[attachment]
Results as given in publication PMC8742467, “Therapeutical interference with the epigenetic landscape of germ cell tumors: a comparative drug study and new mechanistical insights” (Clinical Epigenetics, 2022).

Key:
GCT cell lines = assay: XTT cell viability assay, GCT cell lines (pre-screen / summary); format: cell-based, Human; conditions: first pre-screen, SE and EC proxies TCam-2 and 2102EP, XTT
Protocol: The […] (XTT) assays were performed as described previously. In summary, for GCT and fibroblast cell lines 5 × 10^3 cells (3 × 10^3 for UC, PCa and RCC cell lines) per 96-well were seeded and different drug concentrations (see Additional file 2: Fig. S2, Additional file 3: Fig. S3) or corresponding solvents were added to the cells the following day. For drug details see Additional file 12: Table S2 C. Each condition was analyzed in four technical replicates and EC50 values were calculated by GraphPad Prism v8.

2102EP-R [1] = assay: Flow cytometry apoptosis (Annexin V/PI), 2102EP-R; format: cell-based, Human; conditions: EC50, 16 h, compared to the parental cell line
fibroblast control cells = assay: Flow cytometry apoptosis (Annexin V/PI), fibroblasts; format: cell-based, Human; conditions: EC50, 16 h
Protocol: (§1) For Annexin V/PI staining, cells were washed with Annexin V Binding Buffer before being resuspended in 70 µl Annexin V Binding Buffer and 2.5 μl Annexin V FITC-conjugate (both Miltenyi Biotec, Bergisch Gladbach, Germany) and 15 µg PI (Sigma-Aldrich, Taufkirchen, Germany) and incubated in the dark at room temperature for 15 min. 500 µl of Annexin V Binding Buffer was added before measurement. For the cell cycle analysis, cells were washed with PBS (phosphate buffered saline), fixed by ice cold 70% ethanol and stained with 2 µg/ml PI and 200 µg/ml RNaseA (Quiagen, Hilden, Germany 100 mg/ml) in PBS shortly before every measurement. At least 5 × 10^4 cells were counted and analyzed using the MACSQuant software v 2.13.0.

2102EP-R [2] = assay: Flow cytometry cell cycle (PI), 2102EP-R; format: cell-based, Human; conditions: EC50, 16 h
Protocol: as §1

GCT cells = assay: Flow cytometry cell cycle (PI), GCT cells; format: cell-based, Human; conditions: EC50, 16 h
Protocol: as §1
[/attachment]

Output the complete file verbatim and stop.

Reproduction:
Results as given in publication PMC8742467, “Therapeutical interference with the epigenetic landscape of germ cell tumors: a comparative drug study and new mechanistical insights” (Clinical Epigenetics, 2022).

Key:
GCT cell lines = assay: XTT cell viability assay, GCT cell lines (pre-screen / summary); format: cell-based, Human; conditions: first pre-screen, SE and EC proxies TCam-2 and 2102EP, XTT
Protocol: The […] (XTT) assays were performed as described previously. In summary, for GCT and fibroblast cell lines 5 × 10^3 cells (3 × 10^3 for UC, PCa and RCC cell lines) per 96-well were seeded and different drug concentrations (see Additional file 2: Fig. S2, Additional file 3: Fig. S3) or corresponding solvents were added to the cells the following day. For drug details see Additional file 12: Table S2 C. Each condition was analyzed in four technical replicates and EC50 values were calculated by GraphPad Prism v8.

2102EP-R [1] = assay: Flow cytometry apoptosis (Annexin V/PI), 2102EP-R; format: cell-based, Human; conditions: EC50, 16 h, compared to the parental cell line
fibroblast control cells = assay: Flow cytometry apoptosis (Annexin V/PI), fibroblasts; format: cell-based, Human; conditions: EC50, 16 h
Protocol: (§1) For Annexin V/PI staining, cells were washed with Annexin V Binding Buffer before being resuspended in 70 µl Annexin V Binding Buffer and 2.5 μl Annexin V FITC-conjugate (both Miltenyi Biotec, Bergisch Gladbach, Germany) and 15 µg PI (Sigma-Aldrich, Taufkirchen, Germany) and incubated in the dark at room temperature for 15 min. 500 µl of Annexin V Binding Buffer was added before measurement. For the cell cycle analysis, cells were washed with PBS (phosphate buffered saline), fixed by ice cold 70% ethanol and stained with 2 µg/ml PI and 200 µg/ml RNaseA (Quiagen, Hilden, Germany 100 mg/ml) in PBS shortly before every measurement. At least 5 × 10^4 cells were counted and analyzed using the MACSQuant software v 2.13.0.

2102EP-R [2] = assay: Flow cytometry cell cycle (PI), 2102EP-R; format: cell-based, Human; conditions: EC50, 16 h
Protocol: as §1

GCT cells = assay: Flow cytometry cell cycle (PI), GCT cells; format: cell-based, Human; conditions: EC50, 16 h
Protocol: as §1